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Ranking Anaheim’s Prospect Positions
By Thomas Harrington
Now that the individual prospect updates and profiles are complete, it’s time to rank the positional strength of Anaheim’s prospect system. Technically, Josh Mahura no longer qualifies as a rookie because of how many games he has played in the NHL, but I still count him as part of Anaheim’s prospect group.
For more information on every individual player listed below, feel free to look back at the prospect profiles, updates, and draft reviews that have been published throughout the summer and fall. Note: for players that can play multiple positions, they’ll be listed under the position that Anaheim’s website lists them as playing. Some of them may even be listed under different positions than they were a year ago. Even if I think they’re better in a different position, I’ll still go with what Anaheim lists them as in order to be consistent. Also, I’ll be listing players with the leagues and teams that they are expected to be with this coming season, not with who they played for last year.
Anaheim has really focused on improving young centers and defensemen over the past few years. Both through the draft and trades, there has seemingly been a focus on these two positions. Also, when it comes to defensemen, there has been a focus on right-handed shooting defensemen, especially at the 2020 NHL Draft. As a result, those are Anaheim’s two deepest prospect positions, with centers once again being first and defensemen being second.
The Ducks have drafted a couple of high-end right wingers over the last couple of years, raising them from fourth to third. Anaheim’s prospect goaltenders, on the strength of what two of them did in the AHL last year, rise from fifth to fourth. Finally, the Ducks’ left wingers fall from third to fifth. Unfortunately, Anaheim’s top left wing prospect struggled this past season, and Max Comtois graduated to the NHL.
Over the past four drafts, Anaheim has selected eight centers, and all of them are still with the organization. One of them, Isac Lundestrom, has already graduated to the NHL. Trevor Janicke will be in the NCAA, while Ethan Bowen will either be in the NCAA or back in the BCHL. Recent draft pick Josh Lopina will also be in the NCAA, while Kyle Kukkonen will be in the USHL this coming season before heading to the NCAA for the 2022-2023 season.
Albin Sundsvik will be returning to the SHL, while the recently drafted Mason McTavish will likely be back in the OHL this year. Jack Badini should be in the AHL, though he could see some time in the ECHL. Benoit-Olivier Groulx will also be in the AHL, but could make his NHL debut this season. Finally, I expect Trevor Zegras to spend the entire season in the NHL.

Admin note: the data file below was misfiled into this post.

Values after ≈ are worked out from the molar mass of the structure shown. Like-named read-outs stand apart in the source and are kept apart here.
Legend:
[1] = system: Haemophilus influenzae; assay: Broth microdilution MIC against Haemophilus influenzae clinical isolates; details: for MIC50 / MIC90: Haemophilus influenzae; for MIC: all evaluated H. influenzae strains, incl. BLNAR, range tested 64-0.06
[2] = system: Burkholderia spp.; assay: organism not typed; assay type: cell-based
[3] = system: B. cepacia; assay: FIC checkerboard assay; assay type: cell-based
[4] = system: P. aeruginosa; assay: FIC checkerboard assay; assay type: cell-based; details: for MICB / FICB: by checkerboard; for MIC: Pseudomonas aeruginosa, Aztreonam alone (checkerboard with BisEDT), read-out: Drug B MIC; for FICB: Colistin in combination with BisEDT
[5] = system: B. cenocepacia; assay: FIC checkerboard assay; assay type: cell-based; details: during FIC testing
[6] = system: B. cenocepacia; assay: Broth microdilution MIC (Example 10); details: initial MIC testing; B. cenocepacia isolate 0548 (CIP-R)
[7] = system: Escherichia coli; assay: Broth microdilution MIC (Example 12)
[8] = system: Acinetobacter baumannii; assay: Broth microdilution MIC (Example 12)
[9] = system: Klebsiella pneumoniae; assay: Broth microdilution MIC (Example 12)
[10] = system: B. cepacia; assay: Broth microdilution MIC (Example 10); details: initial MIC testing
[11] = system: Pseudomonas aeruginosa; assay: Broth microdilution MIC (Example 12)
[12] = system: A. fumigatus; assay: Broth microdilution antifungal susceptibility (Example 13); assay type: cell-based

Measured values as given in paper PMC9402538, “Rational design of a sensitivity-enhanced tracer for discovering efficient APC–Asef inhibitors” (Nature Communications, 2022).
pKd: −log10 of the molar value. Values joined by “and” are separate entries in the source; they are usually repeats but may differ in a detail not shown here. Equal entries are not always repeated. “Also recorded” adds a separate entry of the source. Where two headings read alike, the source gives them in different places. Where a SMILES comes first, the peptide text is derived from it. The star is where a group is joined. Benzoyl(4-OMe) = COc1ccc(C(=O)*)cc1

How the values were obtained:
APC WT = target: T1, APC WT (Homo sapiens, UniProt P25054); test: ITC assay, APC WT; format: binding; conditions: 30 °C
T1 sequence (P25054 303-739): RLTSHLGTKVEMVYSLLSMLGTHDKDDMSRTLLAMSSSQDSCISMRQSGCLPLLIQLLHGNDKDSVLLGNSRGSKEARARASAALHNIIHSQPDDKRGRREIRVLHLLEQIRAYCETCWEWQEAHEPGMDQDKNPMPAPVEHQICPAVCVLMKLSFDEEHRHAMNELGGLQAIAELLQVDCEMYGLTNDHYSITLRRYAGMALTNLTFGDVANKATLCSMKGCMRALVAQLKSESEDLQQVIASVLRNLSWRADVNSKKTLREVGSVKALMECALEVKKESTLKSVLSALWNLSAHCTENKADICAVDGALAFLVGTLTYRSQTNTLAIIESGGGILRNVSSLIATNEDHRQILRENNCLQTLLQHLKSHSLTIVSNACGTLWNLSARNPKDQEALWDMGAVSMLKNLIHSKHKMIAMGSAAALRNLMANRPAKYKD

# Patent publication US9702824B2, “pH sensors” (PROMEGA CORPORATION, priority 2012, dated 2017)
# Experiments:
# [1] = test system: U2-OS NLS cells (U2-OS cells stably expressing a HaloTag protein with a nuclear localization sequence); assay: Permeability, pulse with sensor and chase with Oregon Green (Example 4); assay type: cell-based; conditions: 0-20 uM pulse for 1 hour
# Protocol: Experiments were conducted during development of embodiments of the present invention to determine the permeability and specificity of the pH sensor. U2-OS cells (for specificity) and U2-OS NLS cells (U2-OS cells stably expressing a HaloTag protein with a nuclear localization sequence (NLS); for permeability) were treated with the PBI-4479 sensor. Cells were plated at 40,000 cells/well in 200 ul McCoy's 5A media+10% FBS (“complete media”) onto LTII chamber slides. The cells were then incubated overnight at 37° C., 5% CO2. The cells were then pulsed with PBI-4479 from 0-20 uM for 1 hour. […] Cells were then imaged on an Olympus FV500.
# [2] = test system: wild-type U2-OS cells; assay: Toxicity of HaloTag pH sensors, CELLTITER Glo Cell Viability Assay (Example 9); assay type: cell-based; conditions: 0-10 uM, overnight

Zegras is still the best of this group and the most NHL ready. McTavish is now Anaheim’s second best center prospect, and could turn into a better goal scorer than Zegras. Groulx had a great rookie season in the AHL, and has become one of Anaheim’s best center prospects. Janicke, Sundsvik, and Badini don’t have huge offensive ceilings, but all three have the potential to become a third or fourth line center someday.
Lopina was an overage pick and had a solid freshman season for UMass. If he can follow that up with a couple of great college seasons, he could become a second or third line center in the future. Kukkonen is another player with some decent offensive upside, but I think the next couple of years will really show us what kind of future he has. Bowen was a seventh round pick who has the deck stacked against him, but hopefully he’ll get to the NHL someday, even if it’s as a fourth line center or a team’s 13th forward.
The Ducks have five defensemen in the NCAA next season: William Francis, Matt Berkovitz, Jackson LaCombe, Henry Thrun, and Ian Moore. Francis will be returning to hockey after not playing last year because of health issues and Thrun will be returning to college and playing in the USHL last season. Simon Benoit, Hunter Drew, Josh Mahura, and Axel Andersson should all spend most of the year in the AHL, though I expect both Mahura and Benoit to see time in the NHL. Thimo Nickl will be in the HockeyAllsvenskan and SHL, while the recently drafted Tyson Hinds and Owen Zellweger will be in juniors; Hinds will be in the QMJHL and Zellweger in the WHL. Finally, Jamie Drysdale should be in the NHL this coming season.
Drysdale is the best prospect in this group, and could become a top pairing defenseman in the future. Both Mahura and Benoit also have NHL experience, but neither projects as a top pairing player. Mahura has more offensive upside while Benoit is more known for his thunderous hits, and both could become a team’s fourth or fifth defenseman. Both Thrun and LaCombe have a chance to become top four defensemen someday, with Thrun being the better overall player and LaCombe having more offensive upside.